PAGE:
Sadly, I have a poor opinion on paid reviews.
I sent off to one reviewer and I am certain from their response that they skim read a few pages only. Their comments showed that they hadn't read the story and had little understanding of the tale. They also made several glaring mistakes that showed they weren't familiar with the genre, fantasy. This is one of my biggest bugbears, that a paid reviewer may not like your genre, so how can they give a fair review?
One mistake the reviewer made was in quoting other fantasy authors and getting their names wrong. They mentioned Anne McCaffrey and her books, but misspelled her name and some of the books the reviewer mentioned weren't even hers.
The reviewer also commented on some of my fantasy creatures. For example krell, and said that is what whales eat. That, of course, would be krill. Now, having a name similar to a commonly used name...is that a big issue? If you look at English words and their spelling, there are many examples of how one letter can change the meaning of a word. For example, look at hell, hill, hull or pill, poll, pull, pall. All of these are completely unique words with unique meanings despite one vowel change.
Not all paid reviews will be problematic, of course and perhaps I just had a bad experience. However, I perceive the problem with paid reviews could be as follows:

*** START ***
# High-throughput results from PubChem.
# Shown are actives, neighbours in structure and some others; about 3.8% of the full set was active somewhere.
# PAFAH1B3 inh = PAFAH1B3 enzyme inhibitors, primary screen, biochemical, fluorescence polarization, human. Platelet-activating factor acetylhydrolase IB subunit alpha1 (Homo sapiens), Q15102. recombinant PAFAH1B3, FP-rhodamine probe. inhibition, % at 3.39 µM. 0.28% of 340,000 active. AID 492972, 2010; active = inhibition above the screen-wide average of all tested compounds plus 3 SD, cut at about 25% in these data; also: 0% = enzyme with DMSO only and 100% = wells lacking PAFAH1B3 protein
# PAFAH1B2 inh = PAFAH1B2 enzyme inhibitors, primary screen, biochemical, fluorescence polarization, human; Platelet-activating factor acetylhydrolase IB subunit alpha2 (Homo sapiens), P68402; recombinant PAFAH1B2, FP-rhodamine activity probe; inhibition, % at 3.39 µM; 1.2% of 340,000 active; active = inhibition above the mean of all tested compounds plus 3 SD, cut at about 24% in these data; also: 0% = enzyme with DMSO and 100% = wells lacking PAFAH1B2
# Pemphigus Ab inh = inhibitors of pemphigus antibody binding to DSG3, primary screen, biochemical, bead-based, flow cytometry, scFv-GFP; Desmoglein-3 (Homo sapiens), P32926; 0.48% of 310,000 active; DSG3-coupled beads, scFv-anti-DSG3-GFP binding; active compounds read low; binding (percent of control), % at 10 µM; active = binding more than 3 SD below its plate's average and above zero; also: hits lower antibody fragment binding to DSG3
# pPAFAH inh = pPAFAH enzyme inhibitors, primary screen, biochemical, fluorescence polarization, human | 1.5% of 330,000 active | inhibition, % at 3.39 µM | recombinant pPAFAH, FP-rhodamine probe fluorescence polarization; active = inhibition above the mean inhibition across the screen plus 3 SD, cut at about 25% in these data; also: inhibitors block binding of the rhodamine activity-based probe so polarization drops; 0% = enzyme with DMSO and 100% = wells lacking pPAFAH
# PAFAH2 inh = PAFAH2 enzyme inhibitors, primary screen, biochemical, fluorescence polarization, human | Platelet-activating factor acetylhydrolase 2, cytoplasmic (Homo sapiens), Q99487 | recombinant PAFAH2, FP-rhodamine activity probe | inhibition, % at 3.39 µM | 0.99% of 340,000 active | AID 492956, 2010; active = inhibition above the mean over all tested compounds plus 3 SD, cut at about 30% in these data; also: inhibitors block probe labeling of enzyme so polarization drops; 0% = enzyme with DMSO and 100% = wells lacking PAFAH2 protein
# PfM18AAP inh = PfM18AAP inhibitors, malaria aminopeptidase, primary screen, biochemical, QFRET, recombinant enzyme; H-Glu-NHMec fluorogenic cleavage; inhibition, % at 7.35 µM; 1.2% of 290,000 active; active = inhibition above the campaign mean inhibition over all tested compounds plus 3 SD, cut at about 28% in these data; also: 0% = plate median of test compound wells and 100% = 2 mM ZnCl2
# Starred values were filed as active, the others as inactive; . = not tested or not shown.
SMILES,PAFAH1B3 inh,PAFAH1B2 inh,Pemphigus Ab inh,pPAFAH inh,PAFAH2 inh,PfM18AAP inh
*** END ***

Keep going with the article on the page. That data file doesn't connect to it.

1. The reviewer is being paid, so reviewing several books a day is worth their while. Say they charge a nominal £100 per book and they review say five books a day. That would be £500. By comparison, if they did the job they said they would, and spend 3 days reading one book, they would earn £100 only. So it is in a paid reviewers interest to review as many books as possible, as quickly as possible.
2. Is the reviewer interested in your genre? They may claim that they are, but how do you know?
3. It is far easier and probably safer to be negative about a book, especially for an unknown author. After all, how many publishers rejected J K Rowling? I bet they are kicking themselves, but the majority of unpublished books are likely to fail, so from a statistical point of view, giving a negative review is likely to be the best option.
All my reviews have been from customers. The vast majority are people I do not know. I have some exceeding good reviews from fantasy book review sites and these I treasure. I also have some bad reviews and these you have to accept. I have never asked friends or family for reviews. I trust the heartfelt reviews I have on blogs, Amazon and other sources far more than the one paid review (not Kirkus by the way) and sadly that experience really put me off.
I suggest self published authors think very hard about paying for reviews and that you question the person doing the review, to see if they are fair minded, and likely to read the book in its entirety.
If you want to look at my reviews to see what folk are saying, then check out http://davidburrows.org.uk/reviews.html
Best of luck in a complicated field: David